(Gene J. Puskar/AP)
It didn’t take long for Mike Sullivan to impress Matt Murray.
A few minutes, tops.
“As soon as I met him, I thought, ‘This guy was born to be a hockey coach,’ “ Murray said of Sullivan, whom he met at the Penguins development camp last July. Sullivan was hired one month earlier to coach Wilkes-Barre/Scranton to oversee the organization’s top prospects, a group that at the time included Murray. “It showed with how he communicates, how he thinks the game and how he’s literally always trying to find ways to give us an advantage.”
One year ago Monday, Mike Johnston was fired, and Sullivan replaced him as head coach of the Penguins. Their Stanley Cup-winning journey was nothing short of magical, reconnecting a city with its hockey team. For Murray, it became an affirmation of what he thought all along.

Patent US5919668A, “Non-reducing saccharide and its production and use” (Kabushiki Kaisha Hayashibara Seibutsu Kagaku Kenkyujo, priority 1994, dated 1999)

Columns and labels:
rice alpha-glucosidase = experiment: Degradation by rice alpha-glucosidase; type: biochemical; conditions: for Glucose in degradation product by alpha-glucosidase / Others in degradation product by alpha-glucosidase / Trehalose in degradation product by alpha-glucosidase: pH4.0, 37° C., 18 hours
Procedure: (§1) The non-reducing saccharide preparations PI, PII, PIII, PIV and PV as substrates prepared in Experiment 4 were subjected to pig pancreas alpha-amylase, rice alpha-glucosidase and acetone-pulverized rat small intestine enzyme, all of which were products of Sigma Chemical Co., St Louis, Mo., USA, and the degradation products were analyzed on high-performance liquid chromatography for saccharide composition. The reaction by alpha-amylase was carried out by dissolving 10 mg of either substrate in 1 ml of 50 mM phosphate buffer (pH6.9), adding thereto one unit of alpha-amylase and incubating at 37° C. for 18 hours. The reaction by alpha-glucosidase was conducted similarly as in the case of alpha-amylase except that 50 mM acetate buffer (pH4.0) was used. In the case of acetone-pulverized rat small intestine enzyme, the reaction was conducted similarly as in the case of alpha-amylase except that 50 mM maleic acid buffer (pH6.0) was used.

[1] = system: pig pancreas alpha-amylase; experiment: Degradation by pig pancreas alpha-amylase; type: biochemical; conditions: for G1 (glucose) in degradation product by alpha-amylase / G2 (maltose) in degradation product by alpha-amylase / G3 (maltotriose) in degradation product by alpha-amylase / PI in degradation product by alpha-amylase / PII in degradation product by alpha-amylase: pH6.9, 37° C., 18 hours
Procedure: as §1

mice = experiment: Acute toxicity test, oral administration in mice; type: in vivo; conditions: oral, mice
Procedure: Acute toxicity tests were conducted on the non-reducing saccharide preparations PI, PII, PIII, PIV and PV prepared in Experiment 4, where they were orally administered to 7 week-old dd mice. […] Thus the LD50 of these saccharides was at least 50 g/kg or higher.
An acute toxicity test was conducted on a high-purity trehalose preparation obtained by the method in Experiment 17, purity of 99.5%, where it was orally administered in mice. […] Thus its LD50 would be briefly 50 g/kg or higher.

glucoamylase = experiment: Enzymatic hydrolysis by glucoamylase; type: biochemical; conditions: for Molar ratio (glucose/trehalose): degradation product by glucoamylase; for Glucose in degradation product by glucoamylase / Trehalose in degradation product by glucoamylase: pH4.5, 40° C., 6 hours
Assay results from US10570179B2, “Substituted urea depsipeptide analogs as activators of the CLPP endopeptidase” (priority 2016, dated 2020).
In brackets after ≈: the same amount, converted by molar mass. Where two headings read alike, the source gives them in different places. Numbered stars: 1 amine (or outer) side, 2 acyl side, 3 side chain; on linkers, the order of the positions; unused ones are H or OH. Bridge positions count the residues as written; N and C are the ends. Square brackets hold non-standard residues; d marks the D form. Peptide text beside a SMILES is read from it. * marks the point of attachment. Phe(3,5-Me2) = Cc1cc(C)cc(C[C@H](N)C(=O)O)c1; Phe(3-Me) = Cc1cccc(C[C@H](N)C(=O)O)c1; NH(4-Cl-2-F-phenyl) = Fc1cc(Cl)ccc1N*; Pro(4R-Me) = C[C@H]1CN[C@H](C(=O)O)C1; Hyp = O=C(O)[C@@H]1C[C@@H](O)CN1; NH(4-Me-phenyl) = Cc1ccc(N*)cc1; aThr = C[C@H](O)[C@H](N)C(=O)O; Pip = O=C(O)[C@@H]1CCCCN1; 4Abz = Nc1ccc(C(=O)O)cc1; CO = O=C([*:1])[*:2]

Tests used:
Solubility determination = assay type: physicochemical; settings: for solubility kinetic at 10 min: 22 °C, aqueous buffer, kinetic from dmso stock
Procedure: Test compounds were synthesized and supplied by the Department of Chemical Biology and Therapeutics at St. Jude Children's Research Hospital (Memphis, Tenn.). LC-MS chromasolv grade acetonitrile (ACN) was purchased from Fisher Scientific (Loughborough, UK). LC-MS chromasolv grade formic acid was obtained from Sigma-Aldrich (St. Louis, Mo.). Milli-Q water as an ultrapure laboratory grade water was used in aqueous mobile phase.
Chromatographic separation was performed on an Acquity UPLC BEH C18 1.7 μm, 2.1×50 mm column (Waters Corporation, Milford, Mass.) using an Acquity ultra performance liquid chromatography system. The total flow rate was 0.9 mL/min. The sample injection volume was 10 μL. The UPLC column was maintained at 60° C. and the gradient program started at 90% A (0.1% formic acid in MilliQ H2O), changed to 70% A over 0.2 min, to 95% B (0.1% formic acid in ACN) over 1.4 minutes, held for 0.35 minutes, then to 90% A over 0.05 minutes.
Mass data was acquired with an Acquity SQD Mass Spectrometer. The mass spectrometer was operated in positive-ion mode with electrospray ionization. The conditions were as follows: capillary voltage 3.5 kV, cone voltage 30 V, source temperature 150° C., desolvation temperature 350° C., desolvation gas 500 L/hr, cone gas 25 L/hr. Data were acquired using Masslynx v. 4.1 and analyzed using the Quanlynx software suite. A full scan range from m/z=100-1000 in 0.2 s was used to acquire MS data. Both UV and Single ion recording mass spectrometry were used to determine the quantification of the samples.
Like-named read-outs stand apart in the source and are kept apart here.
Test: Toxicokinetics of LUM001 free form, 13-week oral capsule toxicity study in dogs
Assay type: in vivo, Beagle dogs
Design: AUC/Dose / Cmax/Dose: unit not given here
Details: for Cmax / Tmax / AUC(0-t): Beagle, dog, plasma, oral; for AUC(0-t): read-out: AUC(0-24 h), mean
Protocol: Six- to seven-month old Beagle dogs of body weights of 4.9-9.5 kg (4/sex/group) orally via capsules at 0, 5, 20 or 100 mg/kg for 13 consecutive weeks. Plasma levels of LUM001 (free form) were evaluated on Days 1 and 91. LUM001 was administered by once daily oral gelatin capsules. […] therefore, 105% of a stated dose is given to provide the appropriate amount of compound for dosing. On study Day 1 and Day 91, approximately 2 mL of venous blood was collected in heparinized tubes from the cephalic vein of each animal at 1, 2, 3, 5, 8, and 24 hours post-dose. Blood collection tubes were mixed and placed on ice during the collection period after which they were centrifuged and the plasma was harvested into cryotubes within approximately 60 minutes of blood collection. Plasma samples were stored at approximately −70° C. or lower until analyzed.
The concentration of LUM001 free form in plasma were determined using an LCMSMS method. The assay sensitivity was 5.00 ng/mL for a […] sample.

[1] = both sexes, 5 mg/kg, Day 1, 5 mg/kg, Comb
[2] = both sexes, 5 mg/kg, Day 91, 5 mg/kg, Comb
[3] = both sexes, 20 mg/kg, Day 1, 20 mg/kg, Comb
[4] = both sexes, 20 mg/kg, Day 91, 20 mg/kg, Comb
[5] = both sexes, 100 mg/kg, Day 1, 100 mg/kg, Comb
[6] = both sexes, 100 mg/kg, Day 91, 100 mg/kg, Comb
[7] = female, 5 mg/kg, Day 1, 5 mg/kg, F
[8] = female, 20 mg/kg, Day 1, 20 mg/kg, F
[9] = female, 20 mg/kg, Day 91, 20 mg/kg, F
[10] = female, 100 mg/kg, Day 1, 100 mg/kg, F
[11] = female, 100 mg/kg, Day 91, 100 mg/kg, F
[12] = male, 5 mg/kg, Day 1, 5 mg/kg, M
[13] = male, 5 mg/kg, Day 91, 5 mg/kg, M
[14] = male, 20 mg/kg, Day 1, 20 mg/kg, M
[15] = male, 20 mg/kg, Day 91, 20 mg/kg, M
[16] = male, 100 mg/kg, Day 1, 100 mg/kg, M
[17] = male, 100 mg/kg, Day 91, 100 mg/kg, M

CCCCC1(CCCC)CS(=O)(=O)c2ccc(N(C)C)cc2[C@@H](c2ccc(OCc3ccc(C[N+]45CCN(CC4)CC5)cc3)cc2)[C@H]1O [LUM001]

If the past year has proven anything, it’s that Michael Barry Sullivan, a 48-year-old Boston boy with a thick accent, a thicker belief system and sense of duty, is doing exactly what he’s supposed to be doing in life.
“What I like about coaching is that it’s not unlike being a schoolteacher,” Sullivan said during an interview in his office at the UPMC Lemieux Sports Complex last week. “It’s a teaching profession. It’s managing people. It’s trying to break the game down in a way that individuals and the group can comprehend.”
It’s a challenge Sullivan has mastered, all while relying on a direct style that has endeared him to his players. Play a bad game? Sullivan will tell you. Play a good one? He’ll tell you that, too. Spend even a smidgen of time around the team, and you start to pick up the fact that what “Sully” says goes.